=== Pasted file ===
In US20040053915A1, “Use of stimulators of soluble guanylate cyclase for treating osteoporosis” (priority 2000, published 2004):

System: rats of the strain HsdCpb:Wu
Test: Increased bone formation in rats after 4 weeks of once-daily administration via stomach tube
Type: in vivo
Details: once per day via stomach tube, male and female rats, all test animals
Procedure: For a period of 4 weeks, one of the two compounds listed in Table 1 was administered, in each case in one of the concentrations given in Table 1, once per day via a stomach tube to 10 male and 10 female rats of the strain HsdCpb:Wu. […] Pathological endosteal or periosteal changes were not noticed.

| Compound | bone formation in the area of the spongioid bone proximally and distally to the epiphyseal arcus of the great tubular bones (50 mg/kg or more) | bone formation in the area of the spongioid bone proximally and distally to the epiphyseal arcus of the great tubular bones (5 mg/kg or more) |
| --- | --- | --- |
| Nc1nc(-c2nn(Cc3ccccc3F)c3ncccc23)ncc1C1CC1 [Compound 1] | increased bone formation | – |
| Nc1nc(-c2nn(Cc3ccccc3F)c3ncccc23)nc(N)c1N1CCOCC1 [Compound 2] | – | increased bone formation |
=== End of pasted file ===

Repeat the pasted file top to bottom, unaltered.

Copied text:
In US20040053915A1, “Use of stimulators of soluble guanylate cyclase for treating osteoporosis” (priority 2000, published 2004):

System: rats of the strain HsdCpb:Wu
Test: Increased bone formation in rats after 4 weeks of once-daily administration via stomach tube
Type: in vivo
Details: once per day via stomach tube, male and female rats, all test animals
Procedure: For a period of 4 weeks, one of the two compounds listed in Table 1 was administered, in each case in one of the concentrations given in Table 1, once per day via a stomach tube to 10 male and 10 female rats of the strain HsdCpb:Wu. […] Pathological endosteal or periosteal changes were not noticed.

| Compound | bone formation in the area of the spongioid bone proximally and distally to the epiphyseal arcus of the great tubular bones (50 mg/kg or more) | bone formation in the area of the spongioid bone proximally and distally to the epiphyseal arcus of the great tubular bones (5 mg/kg or more) |
| --- | --- | --- |
| Nc1nc(-c2nn(Cc3ccccc3F)c3ncccc23)ncc1C1CC1 [Compound 1] | increased bone formation | – |
| Nc1nc(-c2nn(Cc3ccccc3F)c3ncccc23)nc(N)c1N1CCOCC1 [Compound 2] | – | increased bone formation |